In a time of political polarization, one thing still unites left, right and center: the disdain people have for Washington, their elected leaders and the political system.
Everywhere people look, there are reasons to feel shut out, manipulated or deprived of the whole truth. Big money permeates political campaigns. Political rhetoric is frequently a vehicle for half-truths or pure spin. Members of Congress too often posture rather than legislate.
The impact is all too predictable. Three in four Americans are dissatisfied with the way the political system works, according to a Washington Post-ABC News poll. More than eight in 10 say they trust the government to do the right thing only some of the time, according to a Quinnipiac University poll.
The Pew Research Center recently found that 55 percent of Americans think the current Congress has accomplished less than recent Congresses — a record high. A survey taken at the end of last year by the Associated Press and NORC at the University of Chicago, formerly known as the National Opinion Research Center, found that six in 10 respondents felt generally pessimistic about how their political leaders are chosen. Gallup reported last week that only a fifth say members of Congress deserve to be reelected, which if it holds through November would be lowest percentage in a midterm year since Gallup started asking the question in 1992.
In campaigns, wealthy people with political agendas now speak loudly. The conservative Koch brothers, who will contribute perhaps several hundred million dollars this cycle to try to influence the outcome of elections, have become symbols of the new era. They may be the most prominent practitioners of an accelerating trend, but billionaires large and small, conservative and liberal, all want in on the action.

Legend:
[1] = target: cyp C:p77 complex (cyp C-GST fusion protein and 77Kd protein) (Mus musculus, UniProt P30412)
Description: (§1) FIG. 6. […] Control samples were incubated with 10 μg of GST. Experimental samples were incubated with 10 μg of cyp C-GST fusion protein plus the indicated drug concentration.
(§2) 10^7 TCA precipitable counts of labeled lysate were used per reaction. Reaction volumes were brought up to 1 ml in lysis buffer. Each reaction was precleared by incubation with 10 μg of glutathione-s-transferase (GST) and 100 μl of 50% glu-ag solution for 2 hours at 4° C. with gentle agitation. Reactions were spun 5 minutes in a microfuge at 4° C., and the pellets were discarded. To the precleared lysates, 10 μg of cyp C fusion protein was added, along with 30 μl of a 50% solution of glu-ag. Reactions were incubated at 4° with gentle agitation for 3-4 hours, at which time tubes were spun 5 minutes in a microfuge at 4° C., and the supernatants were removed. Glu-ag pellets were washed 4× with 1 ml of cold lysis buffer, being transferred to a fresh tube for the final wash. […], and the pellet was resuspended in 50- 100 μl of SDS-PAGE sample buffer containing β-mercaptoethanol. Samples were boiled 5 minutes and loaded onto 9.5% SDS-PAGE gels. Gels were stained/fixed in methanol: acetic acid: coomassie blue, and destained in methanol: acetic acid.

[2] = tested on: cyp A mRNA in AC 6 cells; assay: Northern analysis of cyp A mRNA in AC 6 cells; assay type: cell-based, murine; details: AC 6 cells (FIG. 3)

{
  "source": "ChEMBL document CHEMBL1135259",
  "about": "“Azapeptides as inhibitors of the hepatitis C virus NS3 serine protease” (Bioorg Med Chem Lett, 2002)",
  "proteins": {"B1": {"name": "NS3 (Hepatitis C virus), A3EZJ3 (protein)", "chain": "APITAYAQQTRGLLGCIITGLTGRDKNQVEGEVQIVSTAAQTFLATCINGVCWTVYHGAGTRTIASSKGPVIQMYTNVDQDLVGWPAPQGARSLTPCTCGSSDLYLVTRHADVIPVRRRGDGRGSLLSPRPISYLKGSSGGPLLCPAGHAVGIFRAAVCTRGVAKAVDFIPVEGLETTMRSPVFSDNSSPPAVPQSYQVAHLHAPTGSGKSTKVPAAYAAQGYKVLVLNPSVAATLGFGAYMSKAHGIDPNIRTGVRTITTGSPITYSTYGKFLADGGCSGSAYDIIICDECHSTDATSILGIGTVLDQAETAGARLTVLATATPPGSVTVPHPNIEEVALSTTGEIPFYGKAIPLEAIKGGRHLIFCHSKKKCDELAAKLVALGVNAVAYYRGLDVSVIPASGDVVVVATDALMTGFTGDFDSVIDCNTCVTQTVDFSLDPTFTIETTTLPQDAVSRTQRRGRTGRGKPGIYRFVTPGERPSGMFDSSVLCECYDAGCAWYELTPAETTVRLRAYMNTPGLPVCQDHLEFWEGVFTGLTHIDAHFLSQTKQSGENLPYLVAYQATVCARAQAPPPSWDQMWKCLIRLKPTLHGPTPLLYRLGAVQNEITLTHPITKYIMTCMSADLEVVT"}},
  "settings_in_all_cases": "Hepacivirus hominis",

The Supreme Court’s 2010 ruling in Citizens United v. Federal Election Commission and other legal decisions triggered the explosion in super PAC spending, as well as the darker expenditures by entities that collect individual contributions in the millions of dollars but aren’t required to reveal their donors’ names.
There are serious legal and philosophical arguments about the role of money in politics, as well as real debate about the actual influence all this spending has on election results. But perceptions matter, and many Americans see favoritism and possible corruption lurking behind the dollar signs.
Some politicians say they are outraged by all this money, but they can be selective about their targets. Senate Majority Leader Harry M. Reid (D-Nev.) has railed repeatedly against Charles and David Koch on the Senate floor and tried to turn them into the bogeymen of politics. Two months ago, Reid explained his animus toward the brothers, telling NBC’s Chuck Todd, “They are in it to make money.”
That is his right to say. But when it comes to the activities of his fellow Nevadan Sheldon Adelson, Reid has a different view. Adelson, a Las Vegas casino magnate, put about $100 million into the 2012 presidential campaign on behalf of Republican candidates. “I know Sheldon Adelson,” Reid told Todd. “He’s not in this to make money.”
President Obama criticized the Citizens United decision during his 2010 State of the Union address, with some of the Supreme Court justices sitting before him in the House chamber. He was unhappy with that ruling and its implications for the role of money in politics.
Whatever the president thought of the decision in 2010, he has not let his displeasure get in the way of political needs in 2014. As they say on both sides, there will be no unilateral disarmament.